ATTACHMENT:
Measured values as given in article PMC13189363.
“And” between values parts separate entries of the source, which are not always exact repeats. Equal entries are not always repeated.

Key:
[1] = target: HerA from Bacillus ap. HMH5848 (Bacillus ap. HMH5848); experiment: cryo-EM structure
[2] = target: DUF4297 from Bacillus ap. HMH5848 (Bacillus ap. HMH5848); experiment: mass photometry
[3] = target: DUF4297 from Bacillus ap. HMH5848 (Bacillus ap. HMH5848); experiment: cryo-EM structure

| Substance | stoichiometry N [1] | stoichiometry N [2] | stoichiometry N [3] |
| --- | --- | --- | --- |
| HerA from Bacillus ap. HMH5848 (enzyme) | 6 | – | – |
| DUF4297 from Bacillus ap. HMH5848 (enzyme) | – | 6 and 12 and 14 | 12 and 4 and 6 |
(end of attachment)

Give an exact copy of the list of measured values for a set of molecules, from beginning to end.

Measured values as given in article PMC13189363.
“And” between values parts separate entries of the source, which are not always exact repeats. Equal entries are not always repeated.

Key:
[1] = target: HerA from Bacillus ap. HMH5848 (Bacillus ap. HMH5848); experiment: cryo-EM structure
[2] = target: DUF4297 from Bacillus ap. HMH5848 (Bacillus ap. HMH5848); experiment: mass photometry
[3] = target: DUF4297 from Bacillus ap. HMH5848 (Bacillus ap. HMH5848); experiment: cryo-EM structure

| Substance | stoichiometry N [1] | stoichiometry N [2] | stoichiometry N [3] |
| --- | --- | --- | --- |
| HerA from Bacillus ap. HMH5848 (enzyme) | 6 | – | – |
| DUF4297 from Bacillus ap. HMH5848 (enzyme) | – | 6 and 12 and 14 | 12 and 4 and 6 |